Despair – 1. (n) The complete loss or absence of hope. 2, To be overcome with a sense of futility or defeat. 3 (v) To lose or be without hope.
What powerful words in the definition. “Complete” “Loss” “Absence” “Overcome” “Futility” “Defeat” “Without hope”.
Let’s get honest here for a moment…followers of Jesus experience despair. I have struggled with it. I know many others who have. Life doesn’t go the way we planned, hoped, thought it should. We extrapolate from our circumstances something of how we think God must feel about us. And if we think He isn’t trustworthy, isn’t loving, isn’t good – if we think we aren’t loved – despair rises. It, life, feels hopeless.
In addition to the crushing weight of the feeling of “This will never change. This will never work out. This is evidence of His lack of love for me. This is making me wish He would take me home now.”, I have also struggled with “Christians shouldn’t feel this way. Jesus must be so disappointed in me. I can’t tell anyone else how I really feel because it is so deeply unspiritual.”
But it exists. And followers of Jesus experience it. Therefore I must conclude that despair has a work to do in the life of a believer. Here are some thoughts on it.
Despair isn’t the enemy. Instead, it can function like a light on the dashboard, warning that there is trouble under the hood. It provides information – that all is not well and I must give my heart and soul some attention. Maybe even actively seek help from others who can ‘see’ reality more clearly, from a place where vision isn’t blurred by despair.
Despair can act like an emotional winter, stopping my outer world for while and slowing me down both physically and spiritually. It can look very discouraging on the outside, but inside, like the roots of a tree during the cold dark months, it can prompt some very deep, very long-lasting growth. Dealing with some of the issues that stir despair – fear, insecurity, doubt, worry, theological issues, woundedness – when I invite Jesus to speak to them and He does, I am not the same afterwards. When spring rolls back around, as it always does, the platform on which new growth emerges is wider, stronger and more solid.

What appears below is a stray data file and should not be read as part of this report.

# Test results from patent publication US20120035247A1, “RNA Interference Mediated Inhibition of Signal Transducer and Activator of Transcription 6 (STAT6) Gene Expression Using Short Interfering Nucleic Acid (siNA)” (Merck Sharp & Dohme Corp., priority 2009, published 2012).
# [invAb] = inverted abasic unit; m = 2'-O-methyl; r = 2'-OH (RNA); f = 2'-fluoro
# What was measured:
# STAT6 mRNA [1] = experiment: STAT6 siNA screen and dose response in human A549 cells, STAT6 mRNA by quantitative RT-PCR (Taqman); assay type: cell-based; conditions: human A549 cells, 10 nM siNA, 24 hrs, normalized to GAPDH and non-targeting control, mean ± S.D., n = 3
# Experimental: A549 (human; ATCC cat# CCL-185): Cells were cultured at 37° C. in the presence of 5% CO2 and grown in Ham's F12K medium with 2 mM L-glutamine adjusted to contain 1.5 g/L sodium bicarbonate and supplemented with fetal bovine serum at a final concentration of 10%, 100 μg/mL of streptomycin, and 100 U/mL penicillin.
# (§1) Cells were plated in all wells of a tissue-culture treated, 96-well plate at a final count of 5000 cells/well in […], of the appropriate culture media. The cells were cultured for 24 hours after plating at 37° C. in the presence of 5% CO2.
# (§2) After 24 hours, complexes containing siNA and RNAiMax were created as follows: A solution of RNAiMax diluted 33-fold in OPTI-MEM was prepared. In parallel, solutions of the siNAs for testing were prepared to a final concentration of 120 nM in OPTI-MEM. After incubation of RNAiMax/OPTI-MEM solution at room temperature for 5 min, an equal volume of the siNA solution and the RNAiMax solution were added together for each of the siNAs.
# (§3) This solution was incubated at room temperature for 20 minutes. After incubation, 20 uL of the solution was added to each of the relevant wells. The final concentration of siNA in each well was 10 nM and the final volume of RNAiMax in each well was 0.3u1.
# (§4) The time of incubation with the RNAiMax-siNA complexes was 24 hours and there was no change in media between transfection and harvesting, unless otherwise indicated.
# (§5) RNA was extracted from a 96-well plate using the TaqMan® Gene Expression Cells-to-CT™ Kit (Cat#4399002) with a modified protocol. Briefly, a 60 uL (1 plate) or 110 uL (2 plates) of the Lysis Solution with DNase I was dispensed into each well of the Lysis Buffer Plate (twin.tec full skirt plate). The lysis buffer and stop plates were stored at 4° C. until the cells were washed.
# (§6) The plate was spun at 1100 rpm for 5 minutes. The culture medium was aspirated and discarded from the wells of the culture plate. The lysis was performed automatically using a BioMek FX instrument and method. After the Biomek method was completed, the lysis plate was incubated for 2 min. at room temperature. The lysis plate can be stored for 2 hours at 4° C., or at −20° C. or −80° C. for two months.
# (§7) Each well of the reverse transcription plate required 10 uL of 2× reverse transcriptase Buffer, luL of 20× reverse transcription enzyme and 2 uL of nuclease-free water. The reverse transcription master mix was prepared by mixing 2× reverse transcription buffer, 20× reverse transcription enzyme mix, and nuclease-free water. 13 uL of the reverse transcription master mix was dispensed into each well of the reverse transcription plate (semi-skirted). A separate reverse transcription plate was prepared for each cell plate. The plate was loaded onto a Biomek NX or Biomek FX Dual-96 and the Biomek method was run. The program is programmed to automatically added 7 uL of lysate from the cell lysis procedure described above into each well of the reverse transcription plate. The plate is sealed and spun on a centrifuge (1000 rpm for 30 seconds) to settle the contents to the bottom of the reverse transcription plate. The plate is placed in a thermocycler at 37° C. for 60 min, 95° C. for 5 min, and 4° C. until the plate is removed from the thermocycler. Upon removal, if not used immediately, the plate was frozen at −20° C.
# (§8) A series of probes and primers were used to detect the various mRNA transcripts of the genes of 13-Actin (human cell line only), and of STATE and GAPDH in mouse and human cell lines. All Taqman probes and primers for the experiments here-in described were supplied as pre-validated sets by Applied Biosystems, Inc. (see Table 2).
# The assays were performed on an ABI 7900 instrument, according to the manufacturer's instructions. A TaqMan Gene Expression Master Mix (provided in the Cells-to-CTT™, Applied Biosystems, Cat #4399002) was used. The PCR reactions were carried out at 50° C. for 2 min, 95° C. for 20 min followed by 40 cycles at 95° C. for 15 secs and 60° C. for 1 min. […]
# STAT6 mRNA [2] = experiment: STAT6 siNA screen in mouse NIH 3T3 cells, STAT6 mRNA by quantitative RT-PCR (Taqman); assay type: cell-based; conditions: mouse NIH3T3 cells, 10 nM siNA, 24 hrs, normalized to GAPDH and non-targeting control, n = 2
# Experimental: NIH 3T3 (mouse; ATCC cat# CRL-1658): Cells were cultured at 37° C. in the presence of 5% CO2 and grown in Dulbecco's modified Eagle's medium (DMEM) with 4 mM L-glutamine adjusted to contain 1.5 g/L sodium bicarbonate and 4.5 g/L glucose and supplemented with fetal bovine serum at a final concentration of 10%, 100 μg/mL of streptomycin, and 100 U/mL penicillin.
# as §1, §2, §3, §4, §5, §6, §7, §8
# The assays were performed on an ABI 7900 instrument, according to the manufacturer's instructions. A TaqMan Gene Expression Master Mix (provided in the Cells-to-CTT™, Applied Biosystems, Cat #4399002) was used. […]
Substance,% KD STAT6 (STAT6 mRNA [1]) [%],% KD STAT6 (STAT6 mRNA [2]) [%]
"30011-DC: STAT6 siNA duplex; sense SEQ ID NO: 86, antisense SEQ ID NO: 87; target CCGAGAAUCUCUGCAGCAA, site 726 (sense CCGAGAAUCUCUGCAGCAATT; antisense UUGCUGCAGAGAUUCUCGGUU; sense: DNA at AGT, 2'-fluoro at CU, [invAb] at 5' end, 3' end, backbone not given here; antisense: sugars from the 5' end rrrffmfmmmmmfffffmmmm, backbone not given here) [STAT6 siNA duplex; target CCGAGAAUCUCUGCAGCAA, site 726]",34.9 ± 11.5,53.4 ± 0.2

Despair can demand expression, a chance to speak into my life. Pretending it isn’t there or ignoring it only prolongs the pain. It is sort of like when my husband and I have a disagreement. (It happens.) And we postpone our conversation to reconcile it. Those are some long, cold nights. It feels the same with my heart when I ignore something that it wants to talk with me about.
Despair can force an honesty and willingness to engage Jesus out of me. Because it hurts so much, it has the capacity to remove the filter I often put over my words, that leads me to say the things I think are acceptable and “right” in church circles. This is a fancy way of saying that I will often try to lie about the condition of my heart if I can get away with it. The pain of despair can lead me to stop playing games and bring my darkness into the light so Jesus can speak to it and heal it.
And despair creates in me a longing for His coming, for Him to re-create this world where there is no more pain, tears or hopelessness. Despair can drive me to realize that my only hope doesn’t come from this world. It can drive me, wounded and weeping into the arms of my Savior, who makes all things right with His presence. I am learning that whatever brings me into His presence can be a blessing to me.
Where Jesus is, there is always hope. He holds the power in His hands to change things. Heal things. Raise them from the dead. External things and life’s circumstances – sometimes. When we encounter Him, He doesn’t always fix what is broken on the outside, but He always changes our hearts. And when that happens, when our hearts are renewed and strengthened and we see the world for how it really is, we have the strength to withstand the pain that comes our way. We have the ability to find Him and His joy in the midst of terrible darkness. We may fall, but in the falling, we find there is ground beneath us. Solid ground that holds. Despair can lead us to discover that He is truly enough. That He is love. That He is capable of redeeming even the worst of our fears and pain. These are truths that are only theoretical till proven true in our lives through the crucible of despair.